Modelling and optimal design of refractories for high temperature industrial applications for a low carbon society

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PhD positions:

All vacancies are closed.


PhD positions:

  • ESR1: Experimental material characterization of refractory materials at high temperature

    The PhD student will develop innovative protocols for experiments aimed at investigating the mechanical properties of materials deformed at room and high temperature. Here, new technologies will be developed, under the supervision of VESUVIUS and UNITN, to provide thermal shocks to material elements and measure the induced damage. Moreover, simple prototypes will be built to highlight the features of the mechanical behaviour under consideration and to show up cyclic and dynamic effects. Since refractory linings of furnace ladles are assembled in masonry-like structures, models of these will be replicated in a laboratory environment to analyse stress distributions and mechanical weaknesses.

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  • ESR2: Rate-dependent constitutive modelling of heat resisting materials
    In parallel to the experimental activity of ESR1, the PhD student will be taught elasto-visco-plasticity theory and thermomechanics for solids subject to large strain, so that he will be able to develop a new constitutive model for the simulation of the behaviour of ceramic materials subject to high temperature. Model features will be tailored using data from the experiments developed by ESR1, with particular attention given to the coupling effects involving elastic and plastic deformation and thermal laws. Cyclic behaviour and possibly wave propagation will be considered in the model.

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  • ESR3: Thermoplastic material instabilities

    The PhD student will analyse material instabilities for thermoplastic materials, which are fundamental tools to predict failure initiation, while fracture mechanics dominates at later stages of deformation. The analysis of material instability and crack propagation will be developed in view of the application to the ceramic materials and refractories. Loss of ellipticity of the developed constitutive thermoplastic operator will be addressed together with the perturbative approach for homogeneous states near failure and with techniques developed in fracture mechanics.

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  • ESR4: Computational implementation and validation of constitutive models and fracture mechanics applications for heat resistant devices

    The PhD student will implement the constitutive models formulated by ESR2 for the high temperature behaviour of refractory materials in routines for finite elements computations. Moreover, open-source FE software will be extended to allow the description of the thermoplastic instabilities analysed by ESR3. CAEMATE and BU will introduce the fellow to the most advanced techniques for efficient solution of highly nonlinear problems and mathematical programming, in order to ensure high computational performance of the developed applications. These will be tested to judge the numerical stability and accuracy. The software will subsequently be employed in the design of innovative systems for foundry industry applications. These systems will be tested by VESUVIUS to verify the optimality of the design and to judge the reliability and safety factors of the elements. The possibility of using photoelastic techniques to analyse these structural elements will also be explored by UNITN and applied to relevant situations.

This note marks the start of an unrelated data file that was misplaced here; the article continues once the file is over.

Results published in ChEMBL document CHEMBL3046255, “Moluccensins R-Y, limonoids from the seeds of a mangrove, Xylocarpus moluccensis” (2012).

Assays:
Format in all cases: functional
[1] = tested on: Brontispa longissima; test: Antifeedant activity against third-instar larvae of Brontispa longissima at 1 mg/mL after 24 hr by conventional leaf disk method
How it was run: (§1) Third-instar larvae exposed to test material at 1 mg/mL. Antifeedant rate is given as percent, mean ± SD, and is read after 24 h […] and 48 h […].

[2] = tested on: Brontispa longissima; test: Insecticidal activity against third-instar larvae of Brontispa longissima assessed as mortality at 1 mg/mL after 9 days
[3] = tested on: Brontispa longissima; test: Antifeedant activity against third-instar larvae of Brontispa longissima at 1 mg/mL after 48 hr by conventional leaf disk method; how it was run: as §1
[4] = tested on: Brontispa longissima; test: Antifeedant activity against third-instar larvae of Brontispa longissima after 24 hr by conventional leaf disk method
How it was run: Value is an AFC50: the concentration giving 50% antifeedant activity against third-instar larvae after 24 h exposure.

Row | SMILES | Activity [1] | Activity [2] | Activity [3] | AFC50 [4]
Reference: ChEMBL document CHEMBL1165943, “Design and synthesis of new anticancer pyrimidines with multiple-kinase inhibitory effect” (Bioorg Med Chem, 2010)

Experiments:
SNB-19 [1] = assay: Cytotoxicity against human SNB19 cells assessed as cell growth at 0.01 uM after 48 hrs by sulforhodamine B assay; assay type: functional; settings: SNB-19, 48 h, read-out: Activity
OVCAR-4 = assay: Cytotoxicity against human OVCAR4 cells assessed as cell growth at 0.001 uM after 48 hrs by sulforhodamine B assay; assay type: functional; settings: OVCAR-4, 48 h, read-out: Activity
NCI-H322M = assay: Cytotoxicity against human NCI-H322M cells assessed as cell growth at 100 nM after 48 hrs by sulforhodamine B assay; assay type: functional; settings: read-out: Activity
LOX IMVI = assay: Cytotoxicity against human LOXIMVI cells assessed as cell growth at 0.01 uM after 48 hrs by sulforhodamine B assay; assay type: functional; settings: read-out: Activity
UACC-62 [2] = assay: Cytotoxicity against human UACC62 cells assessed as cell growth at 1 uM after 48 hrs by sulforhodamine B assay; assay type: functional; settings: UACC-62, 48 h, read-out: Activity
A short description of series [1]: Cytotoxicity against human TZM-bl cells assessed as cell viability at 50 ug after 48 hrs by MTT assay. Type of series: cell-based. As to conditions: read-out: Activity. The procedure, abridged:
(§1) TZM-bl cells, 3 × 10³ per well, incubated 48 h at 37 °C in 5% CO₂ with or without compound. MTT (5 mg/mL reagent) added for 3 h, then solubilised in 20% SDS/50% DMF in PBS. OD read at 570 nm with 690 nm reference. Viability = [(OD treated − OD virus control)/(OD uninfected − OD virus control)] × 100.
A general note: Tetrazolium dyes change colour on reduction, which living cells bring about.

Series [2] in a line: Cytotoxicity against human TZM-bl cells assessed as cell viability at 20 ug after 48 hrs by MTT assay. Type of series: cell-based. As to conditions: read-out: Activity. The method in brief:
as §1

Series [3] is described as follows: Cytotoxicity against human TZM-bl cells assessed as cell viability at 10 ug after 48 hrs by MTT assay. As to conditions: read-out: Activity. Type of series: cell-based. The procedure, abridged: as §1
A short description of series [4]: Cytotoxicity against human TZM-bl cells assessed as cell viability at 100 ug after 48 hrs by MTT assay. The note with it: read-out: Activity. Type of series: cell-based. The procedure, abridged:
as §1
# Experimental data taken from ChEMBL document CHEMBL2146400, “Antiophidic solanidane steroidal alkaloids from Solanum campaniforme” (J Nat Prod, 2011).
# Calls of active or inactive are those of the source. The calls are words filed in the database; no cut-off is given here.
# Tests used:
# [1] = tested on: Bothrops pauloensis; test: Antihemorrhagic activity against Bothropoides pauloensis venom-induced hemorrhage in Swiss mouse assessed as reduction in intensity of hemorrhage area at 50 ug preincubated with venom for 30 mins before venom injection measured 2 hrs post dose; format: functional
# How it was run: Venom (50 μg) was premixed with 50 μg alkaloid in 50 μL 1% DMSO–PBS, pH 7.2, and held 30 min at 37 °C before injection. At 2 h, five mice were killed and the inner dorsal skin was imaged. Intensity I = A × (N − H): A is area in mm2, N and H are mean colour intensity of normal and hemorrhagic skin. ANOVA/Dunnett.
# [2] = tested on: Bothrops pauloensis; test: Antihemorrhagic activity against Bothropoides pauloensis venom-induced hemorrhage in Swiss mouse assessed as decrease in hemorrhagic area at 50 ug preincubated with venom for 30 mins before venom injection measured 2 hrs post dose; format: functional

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  • ESR5: Inverse analysis procedure for calibration of constitutive models for mechanical behaviour at high temperature

    The PhD student will develop a procedure for the calibration of newly developed constitutive models apt for modelling of material mechanical behaviour at high temperature. The work should include sensitivity analysis through the simulation of tests to optimize testing configurations and develop characterization procedures for further industrial routine use. The designed procedure should synergically combine numerical simulations with experiments (link with ESR1) and mathematical programming in order to build fast computing tool capable of establishing transition from experimentally measured quantities to material properties. In a view of large nonlinearities present in the model, reduced order techniques based on Proper Orthogonal Decomposition will be studied for the acceleration of numerical simulations.

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  • ESR6: Topology and geometry optimization of refractory devices

    The PhD student will focus on the study, the development and the implementation of Topology Optimization (TO) techniques in order to apply them to the optimization of refractory products. Loads, boundary conditions and constrains will be taken from realistic refractory products, supplied by VESUVIUS, with the main goal to maximize their selected performance. For finding the optimal solution to the formulated nonlinear programming problem, different methods will be tested, including sequential quadratic programming, method of moving asymptotes, as well as derivative free, soft computing techniques based on genetic algorithms. In order to accelerate the conventionally adopted approaches, where highly nonlinear FEM simulations are used, reduced order models will be implemented. Developed novelties are going to be on methodological side and therefore not restricted to the application only on selected products.

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Prof. Andrea Piccolroaz
Dipartimento di Ingegneria Civile, Ambientale e Meccanica
Università di Trento, via Mesiano, 77 I-38123 Trento (Italia)
Tel: +39 0461 282583
Fax: +39 0461 282599